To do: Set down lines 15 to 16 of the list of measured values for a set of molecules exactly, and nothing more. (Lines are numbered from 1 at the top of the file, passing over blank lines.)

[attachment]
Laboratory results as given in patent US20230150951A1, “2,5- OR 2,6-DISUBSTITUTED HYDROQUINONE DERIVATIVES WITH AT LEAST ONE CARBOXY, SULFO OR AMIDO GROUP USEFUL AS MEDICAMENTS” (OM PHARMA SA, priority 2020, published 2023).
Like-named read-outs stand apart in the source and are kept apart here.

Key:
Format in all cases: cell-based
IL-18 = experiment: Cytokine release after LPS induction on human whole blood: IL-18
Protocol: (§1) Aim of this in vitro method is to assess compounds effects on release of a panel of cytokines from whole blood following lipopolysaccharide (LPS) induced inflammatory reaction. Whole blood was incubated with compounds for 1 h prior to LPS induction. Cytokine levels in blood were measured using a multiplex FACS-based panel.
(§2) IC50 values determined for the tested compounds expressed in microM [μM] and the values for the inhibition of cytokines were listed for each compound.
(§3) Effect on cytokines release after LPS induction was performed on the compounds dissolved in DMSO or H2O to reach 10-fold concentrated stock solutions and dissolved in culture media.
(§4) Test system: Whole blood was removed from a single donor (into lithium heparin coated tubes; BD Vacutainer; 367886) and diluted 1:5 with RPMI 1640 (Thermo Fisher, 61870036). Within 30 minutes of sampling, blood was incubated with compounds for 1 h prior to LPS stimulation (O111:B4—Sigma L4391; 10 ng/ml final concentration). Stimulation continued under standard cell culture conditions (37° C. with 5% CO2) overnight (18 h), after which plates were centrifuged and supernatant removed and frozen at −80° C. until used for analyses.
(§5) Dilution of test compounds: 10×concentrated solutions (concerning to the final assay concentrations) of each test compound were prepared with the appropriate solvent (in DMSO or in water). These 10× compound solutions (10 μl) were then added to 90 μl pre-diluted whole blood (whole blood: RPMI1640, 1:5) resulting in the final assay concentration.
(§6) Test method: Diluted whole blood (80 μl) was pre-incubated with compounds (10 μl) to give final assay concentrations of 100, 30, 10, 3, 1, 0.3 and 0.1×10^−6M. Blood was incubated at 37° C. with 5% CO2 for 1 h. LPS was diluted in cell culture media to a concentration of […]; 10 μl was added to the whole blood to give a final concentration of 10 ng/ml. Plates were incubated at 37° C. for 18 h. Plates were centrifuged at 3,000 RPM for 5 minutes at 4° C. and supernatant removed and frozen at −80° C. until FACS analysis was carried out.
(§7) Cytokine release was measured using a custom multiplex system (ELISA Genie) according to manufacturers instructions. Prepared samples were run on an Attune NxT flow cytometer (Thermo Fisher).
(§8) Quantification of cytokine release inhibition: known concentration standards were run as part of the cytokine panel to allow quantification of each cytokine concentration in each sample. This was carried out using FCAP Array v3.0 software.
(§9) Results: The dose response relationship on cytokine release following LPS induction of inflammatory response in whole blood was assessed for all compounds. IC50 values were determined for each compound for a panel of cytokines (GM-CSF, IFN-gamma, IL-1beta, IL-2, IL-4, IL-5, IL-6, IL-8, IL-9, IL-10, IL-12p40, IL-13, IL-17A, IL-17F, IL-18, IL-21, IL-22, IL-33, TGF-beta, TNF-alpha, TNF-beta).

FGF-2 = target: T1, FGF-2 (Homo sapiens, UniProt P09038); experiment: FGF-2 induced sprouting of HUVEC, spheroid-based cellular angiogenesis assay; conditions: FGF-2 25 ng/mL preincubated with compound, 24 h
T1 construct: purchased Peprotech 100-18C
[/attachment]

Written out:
FGF-2 = target: T1, FGF-2 (Homo sapiens, UniProt P09038); experiment: FGF-2 induced sprouting of HUVEC, spheroid-based cellular angiogenesis assay; conditions: FGF-2 25 ng/mL preincubated with compound, 24 h
T1 construct: purchased Peprotech 100-18C